The Naked Scientists

The Naked Scientists Forum

Author Topic: Why are bones left in the grave after all the body disappears?  (Read 2323 times)

@JeronimoGuarco

  • Guest
@JeronimoGuarco asked the Naked Scientists:
   
Why are bones left in the grave after all the body disappears?

What do you think?
« Last Edit: 04/04/2011 22:30:03 by _system »


 

Offline yor_on

  • Naked Science Forum GOD!
  • *******
  • Posts: 11987
  • Thanked: 4 times
  • (Ah, yes:) *a table is always good to hide under*
    • View Profile
I moved your question, as I suspect the expertise on that may be looking here before, or rather if, they ever look in 'Environment' Jeronimo.
 

Offline yor_on

  • Naked Science Forum GOD!
  • *******
  • Posts: 11987
  • Thanked: 4 times
  • (Ah, yes:) *a table is always good to hide under*
    • View Profile
As far as I found bones do decompose though? It may take different time depending on where, I saw someone state eight years in a really warm climate as Mexico to maybe eighty years in Canada. But then we have fossilized bones too.

"The organic parts of the bone, like blood cells, collagen (a protein), and fat, eventually break down. But the inorganic parts of the bone, or the parts made from minerals like calcium, have more staying power. They remain after the organic materials have disappeared, creating a fragile, porous mineral in the shape of the original bone." I think it has to do with something similar to osmosis, if we are talking about bones outside a chest. Then the minerals inside the bones slowly will seep out and be replaced with whatever minerals there is around it.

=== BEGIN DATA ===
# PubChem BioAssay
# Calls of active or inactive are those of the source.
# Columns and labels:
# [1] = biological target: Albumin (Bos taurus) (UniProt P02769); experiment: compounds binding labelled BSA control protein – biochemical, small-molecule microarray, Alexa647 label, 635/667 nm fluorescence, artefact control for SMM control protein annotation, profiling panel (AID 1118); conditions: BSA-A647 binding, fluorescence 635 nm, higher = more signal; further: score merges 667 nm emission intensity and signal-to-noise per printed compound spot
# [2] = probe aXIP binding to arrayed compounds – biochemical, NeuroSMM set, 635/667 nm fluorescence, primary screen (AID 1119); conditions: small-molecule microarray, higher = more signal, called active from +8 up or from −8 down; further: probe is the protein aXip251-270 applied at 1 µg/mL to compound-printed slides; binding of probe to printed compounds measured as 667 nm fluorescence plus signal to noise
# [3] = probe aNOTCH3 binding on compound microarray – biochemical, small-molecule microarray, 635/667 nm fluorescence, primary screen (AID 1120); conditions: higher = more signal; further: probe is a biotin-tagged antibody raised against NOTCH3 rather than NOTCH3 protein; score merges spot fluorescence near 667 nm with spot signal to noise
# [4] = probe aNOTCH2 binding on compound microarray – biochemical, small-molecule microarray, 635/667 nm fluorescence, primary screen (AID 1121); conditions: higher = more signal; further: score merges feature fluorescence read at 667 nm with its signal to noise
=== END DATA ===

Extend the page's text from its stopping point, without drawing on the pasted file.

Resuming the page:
"While this is going on, the minerals in the bones, calciums and hydroxyapatite, get replaced, one by one, with the minerals in the sand. Due to the great pressure over top, the lower levels of sediment get pressed together to form sedimentary rock, with the bones still in it. Eventually, millions of years pass by, and there is no organic material left in the bones, they are now solid rock, and are buried deep below the surface, incased in sedimentary rocks. One day, someone is digging deep into a quarry, and notices these bones, now fossils."

There are other ways too it seems. Maybe we should move it to Chemistry instead?
Da*n, another tricky question :) Fossilization.
 

The Naked Scientists Forum


 

SMF 2.0.10 | SMF © 2015, Simple Machines
SMFAds for Free Forums